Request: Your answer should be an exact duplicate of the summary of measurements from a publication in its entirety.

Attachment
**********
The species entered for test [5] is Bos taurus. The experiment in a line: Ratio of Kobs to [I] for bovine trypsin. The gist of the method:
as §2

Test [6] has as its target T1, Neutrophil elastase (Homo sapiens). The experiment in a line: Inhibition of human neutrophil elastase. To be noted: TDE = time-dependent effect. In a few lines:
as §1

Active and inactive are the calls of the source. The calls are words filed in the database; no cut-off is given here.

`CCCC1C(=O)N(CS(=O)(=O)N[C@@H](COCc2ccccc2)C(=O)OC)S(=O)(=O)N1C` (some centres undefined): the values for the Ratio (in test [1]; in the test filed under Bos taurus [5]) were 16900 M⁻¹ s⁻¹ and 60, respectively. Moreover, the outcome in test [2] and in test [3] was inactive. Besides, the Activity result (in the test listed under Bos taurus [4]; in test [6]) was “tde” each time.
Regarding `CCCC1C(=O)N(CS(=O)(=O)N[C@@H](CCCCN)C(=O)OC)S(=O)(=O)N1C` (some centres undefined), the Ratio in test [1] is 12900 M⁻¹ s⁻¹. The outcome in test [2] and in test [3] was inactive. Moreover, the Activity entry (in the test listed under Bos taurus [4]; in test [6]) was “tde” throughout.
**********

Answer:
The species entered for test [5] is Bos taurus. The experiment in a line: Ratio of Kobs to [I] for bovine trypsin. The gist of the method:
as §2

Test [6] has as its target T1, Neutrophil elastase (Homo sapiens). The experiment in a line: Inhibition of human neutrophil elastase. To be noted: TDE = time-dependent effect. In a few lines:
as §1

Active and inactive are the calls of the source. The calls are words filed in the database; no cut-off is given here.

`CCCC1C(=O)N(CS(=O)(=O)N[C@@H](COCc2ccccc2)C(=O)OC)S(=O)(=O)N1C` (some centres undefined): the values for the Ratio (in test [1]; in the test filed under Bos taurus [5]) were 16900 M⁻¹ s⁻¹ and 60, respectively. Moreover, the outcome in test [2] and in test [3] was inactive. Besides, the Activity result (in the test listed under Bos taurus [4]; in test [6]) was “tde” each time.
Regarding `CCCC1C(=O)N(CS(=O)(=O)N[C@@H](CCCCN)C(=O)OC)S(=O)(=O)N1C` (some centres undefined), the Ratio in test [1] is 12900 M⁻¹ s⁻¹. The outcome in test [2] and in test [3] was inactive. Moreover, the Activity entry (in the test listed under Bos taurus [4]; in test [6]) was “tde” throughout.